Over the past 20 years, much research has gone into what builds communications and trust for local authorities in the communities that they serve – it has been a focal point for the LGA, MORI and LGCommunications. Also, influential agencies such as Edelman have conducted research into the changing nature of corporate communication through the pandemic and the Government Communications Service (GCS) has published best practice guidance in the face of technological change.
Heads of Communications will be across this and when the demands for a flurry of leaflets, microsites, social media posts and pet projects flood into the inbox from across the organisation they will triage requests against what’s important to your reputation.
The following are four lessons from the past 20 years research and one warning for the future:
1. Make communications strategic and central to your delivery.
Edelman published The Future of Corporate Communications towards the end of 2021. Unsurprisingly it finds that the pandemic raised the profile of communications as a strategic resource. 77% of survey respondents saying perceptions of the role of communications as a business driver changed within their organisation during 2020. However, significant variability exists with some communications resources going back to a reactive cost centre resource rather than a strategic value generator for the business. To protect and enhance reputation continue to make communications strategic and central to the c-suite.
2. Great communications leaders should be nurtured and supported.
The Government Communications Service (GCS) Leadership Framework is a good aid memoir to the skills leaders should acquire. The framework is based on academic research by the University of Huddersfield which conducted a two-year research project to create a global capability framework for public relations and communication management that identified communications, organisational and professional capabilities. The top capabilities under these categories respectively are being able to: align communication strategies with organisational purpose and values is the top communication capability, facilitate relationships and build trust with internal and external stakeholders and communities and invest in communications capability to ensure that it can act as a valued counsel and trusted advisor.
3. 44% of resident satisfaction could be explained by eight factors in 2004.
This is going back a fair old way and a lot has changed in society and technology since this analysis by MORI on the Best Value baseline survey for the LGA. However, when we have conducted regression analysis for individual councils it's not that surprising that much of this still holds true. If you still conduct a resident survey or other insight into perceptions do some analysis on key drivers of satisfaction. Make sure you have a proactive focus on what drives resident satisfaction.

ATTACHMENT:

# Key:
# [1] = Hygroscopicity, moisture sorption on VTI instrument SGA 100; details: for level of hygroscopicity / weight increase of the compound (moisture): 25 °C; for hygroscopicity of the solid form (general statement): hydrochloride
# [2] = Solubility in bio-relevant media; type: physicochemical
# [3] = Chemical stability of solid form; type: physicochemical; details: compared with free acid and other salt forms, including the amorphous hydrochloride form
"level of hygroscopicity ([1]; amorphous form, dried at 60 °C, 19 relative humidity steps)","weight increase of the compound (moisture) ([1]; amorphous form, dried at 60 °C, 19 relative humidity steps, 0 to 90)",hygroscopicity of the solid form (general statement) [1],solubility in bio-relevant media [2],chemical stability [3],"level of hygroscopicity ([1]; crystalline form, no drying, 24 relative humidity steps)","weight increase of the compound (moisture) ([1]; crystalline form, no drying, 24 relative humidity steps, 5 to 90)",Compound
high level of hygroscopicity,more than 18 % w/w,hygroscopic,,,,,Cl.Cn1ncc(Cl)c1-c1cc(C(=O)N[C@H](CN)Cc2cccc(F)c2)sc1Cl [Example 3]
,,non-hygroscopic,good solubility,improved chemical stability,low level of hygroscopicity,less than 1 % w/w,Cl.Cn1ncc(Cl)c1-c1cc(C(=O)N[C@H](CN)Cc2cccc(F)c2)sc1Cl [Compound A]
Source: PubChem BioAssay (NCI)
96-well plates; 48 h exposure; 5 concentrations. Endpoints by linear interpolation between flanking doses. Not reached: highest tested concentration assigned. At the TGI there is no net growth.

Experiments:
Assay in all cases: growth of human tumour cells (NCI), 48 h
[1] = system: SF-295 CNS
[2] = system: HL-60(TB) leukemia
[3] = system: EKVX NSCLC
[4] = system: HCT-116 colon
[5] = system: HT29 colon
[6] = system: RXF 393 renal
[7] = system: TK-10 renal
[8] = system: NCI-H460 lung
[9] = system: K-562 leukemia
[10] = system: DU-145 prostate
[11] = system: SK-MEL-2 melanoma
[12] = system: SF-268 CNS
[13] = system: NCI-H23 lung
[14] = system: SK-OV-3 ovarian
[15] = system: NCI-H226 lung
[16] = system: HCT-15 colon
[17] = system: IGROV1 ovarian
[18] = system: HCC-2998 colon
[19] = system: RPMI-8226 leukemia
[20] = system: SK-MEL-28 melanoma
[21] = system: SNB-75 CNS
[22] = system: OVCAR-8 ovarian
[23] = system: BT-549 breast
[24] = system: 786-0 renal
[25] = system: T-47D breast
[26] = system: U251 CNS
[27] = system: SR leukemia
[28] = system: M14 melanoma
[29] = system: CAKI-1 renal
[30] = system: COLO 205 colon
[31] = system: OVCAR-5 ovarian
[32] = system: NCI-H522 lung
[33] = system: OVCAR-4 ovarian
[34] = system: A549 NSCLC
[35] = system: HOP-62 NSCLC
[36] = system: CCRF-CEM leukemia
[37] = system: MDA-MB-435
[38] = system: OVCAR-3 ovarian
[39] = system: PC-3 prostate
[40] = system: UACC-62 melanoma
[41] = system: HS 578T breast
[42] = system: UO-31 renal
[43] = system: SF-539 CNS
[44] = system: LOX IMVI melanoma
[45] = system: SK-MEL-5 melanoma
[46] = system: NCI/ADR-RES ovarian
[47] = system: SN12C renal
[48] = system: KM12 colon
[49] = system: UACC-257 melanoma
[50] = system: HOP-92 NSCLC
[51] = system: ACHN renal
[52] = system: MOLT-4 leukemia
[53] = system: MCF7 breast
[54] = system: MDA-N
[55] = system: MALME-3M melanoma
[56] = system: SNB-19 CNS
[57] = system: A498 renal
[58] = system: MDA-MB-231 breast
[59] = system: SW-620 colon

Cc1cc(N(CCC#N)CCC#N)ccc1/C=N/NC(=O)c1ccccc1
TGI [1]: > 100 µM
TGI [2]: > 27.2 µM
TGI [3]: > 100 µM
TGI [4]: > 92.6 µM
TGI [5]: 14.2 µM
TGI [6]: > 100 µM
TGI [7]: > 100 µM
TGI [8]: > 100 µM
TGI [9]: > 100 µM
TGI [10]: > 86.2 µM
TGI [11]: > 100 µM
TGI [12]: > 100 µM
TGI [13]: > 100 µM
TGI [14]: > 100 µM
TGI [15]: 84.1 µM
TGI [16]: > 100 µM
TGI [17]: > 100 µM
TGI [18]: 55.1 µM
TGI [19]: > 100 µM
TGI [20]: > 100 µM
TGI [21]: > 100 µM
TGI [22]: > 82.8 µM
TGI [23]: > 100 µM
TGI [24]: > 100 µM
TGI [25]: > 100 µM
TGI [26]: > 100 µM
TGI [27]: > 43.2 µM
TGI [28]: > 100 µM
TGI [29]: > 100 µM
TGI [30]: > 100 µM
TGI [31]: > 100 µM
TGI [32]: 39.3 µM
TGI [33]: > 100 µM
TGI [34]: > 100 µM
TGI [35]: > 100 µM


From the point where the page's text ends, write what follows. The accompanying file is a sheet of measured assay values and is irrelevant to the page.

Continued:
4. Three big issues and five rules of reputation.
In 2010 the LGA and LGCommunications published the New Reputation Guide. It used the Place Survey 2008 to analyse what drove resident satisfaction. The big three issues reinforce the need for Leadership, a strong Brand and Strategic communications capable of delivering change. The five rules used the Place Survey to analyse resident satisfaction, it found: Proving Value for Money (VFM) is important – 80 of the top 100 councils for VFM were in the top 100 for overall satisfaction. There is a lot of analysis and guidance from the last 20 years' LGA annual benchmark resident satisfaction survey.
5. Get ready for change.
The tsunami of AI generative and predictive tools will radically change how we communicate over the next five years. We are also witnessing societal change at the same time as trust in our institutions falls further. An OECD survey last year that found just 35% of the UK population stated they trust the national government (42% trusted the local government). At the same time, interpersonal trust is also falling – people are trusting each other less. Edelman’s Trust Barometer 2023 found just 30% would help someone with different beliefs or views and that the UK is in danger of becoming severely polarised and in the same bracket as the USA, Argentina and South Africa. Distrust is breeding polarisation. Heads of Communication are going to need to not only understand what drives public satisfaction but what also drives polarisation and mistrust within deeply polarised communities.
How do leaders of complex organisations like councils test to see if they have the right capabilities in strategic communications?
These diagnostic tests are designed for leaders to have a view of what underpins great strategic communications and protects and enhances reputation.
Ian Farrow, Managing Director of Westco
Ian is an award-winning communications and marketing specialist with substantial experience in politics, local government and the private sector. Ian proudly led Westco to win the CIM Agency of 2016 award.